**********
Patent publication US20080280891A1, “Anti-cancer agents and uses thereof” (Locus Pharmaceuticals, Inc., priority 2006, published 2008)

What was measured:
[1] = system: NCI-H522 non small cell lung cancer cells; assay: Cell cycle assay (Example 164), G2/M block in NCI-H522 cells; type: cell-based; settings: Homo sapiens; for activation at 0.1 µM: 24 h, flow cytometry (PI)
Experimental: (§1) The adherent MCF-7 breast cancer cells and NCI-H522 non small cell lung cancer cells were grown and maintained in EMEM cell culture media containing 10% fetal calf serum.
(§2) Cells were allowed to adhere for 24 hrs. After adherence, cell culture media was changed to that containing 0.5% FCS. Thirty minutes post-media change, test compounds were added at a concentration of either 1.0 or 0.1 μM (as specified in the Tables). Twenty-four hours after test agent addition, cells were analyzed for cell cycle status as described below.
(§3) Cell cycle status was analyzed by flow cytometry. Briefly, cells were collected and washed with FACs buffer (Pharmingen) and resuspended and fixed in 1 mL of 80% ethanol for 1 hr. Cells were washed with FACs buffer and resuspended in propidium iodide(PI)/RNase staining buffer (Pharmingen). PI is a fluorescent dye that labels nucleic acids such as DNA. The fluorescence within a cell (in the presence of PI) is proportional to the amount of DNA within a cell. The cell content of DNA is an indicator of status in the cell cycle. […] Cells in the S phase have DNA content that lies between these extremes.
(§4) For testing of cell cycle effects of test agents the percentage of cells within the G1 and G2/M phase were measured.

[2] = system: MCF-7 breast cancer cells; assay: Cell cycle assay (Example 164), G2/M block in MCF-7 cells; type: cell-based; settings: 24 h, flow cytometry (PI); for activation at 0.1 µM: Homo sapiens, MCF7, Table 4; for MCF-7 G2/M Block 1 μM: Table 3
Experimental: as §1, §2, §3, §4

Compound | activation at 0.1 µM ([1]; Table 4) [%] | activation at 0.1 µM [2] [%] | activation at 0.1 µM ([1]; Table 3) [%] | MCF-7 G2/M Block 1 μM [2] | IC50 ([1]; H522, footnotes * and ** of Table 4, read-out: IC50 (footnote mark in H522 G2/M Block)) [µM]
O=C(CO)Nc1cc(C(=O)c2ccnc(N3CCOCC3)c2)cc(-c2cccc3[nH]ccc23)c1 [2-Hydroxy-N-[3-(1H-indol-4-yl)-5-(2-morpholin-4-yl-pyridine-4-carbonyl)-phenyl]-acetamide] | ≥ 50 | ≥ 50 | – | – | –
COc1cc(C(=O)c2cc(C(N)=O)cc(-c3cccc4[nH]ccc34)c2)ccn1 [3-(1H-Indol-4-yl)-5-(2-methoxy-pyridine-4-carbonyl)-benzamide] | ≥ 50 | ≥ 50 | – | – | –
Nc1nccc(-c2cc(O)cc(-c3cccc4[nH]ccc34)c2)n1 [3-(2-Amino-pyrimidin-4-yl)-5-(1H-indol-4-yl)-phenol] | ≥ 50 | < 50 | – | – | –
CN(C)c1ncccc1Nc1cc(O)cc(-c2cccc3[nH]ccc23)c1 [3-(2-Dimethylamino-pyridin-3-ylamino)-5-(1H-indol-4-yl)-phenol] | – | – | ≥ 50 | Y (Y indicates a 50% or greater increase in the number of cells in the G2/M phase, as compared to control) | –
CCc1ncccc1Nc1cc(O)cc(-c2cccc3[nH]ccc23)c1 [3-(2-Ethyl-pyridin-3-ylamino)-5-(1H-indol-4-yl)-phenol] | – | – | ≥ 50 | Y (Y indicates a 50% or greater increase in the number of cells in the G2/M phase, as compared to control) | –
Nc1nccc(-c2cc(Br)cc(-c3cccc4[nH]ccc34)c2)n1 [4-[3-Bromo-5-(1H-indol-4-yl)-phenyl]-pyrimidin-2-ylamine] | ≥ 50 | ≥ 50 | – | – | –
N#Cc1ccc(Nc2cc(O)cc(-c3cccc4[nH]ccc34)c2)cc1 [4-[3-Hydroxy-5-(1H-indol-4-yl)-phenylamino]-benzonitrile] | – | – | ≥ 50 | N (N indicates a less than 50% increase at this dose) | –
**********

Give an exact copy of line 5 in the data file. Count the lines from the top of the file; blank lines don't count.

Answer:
(§2) Cells were allowed to adhere for 24 hrs. After adherence, cell culture media was changed to that containing 0.5% FCS. Thirty minutes post-media change, test compounds were added at a concentration of either 1.0 or 0.1 μM (as specified in the Tables). Twenty-four hours after test agent addition, cells were analyzed for cell cycle status as described below.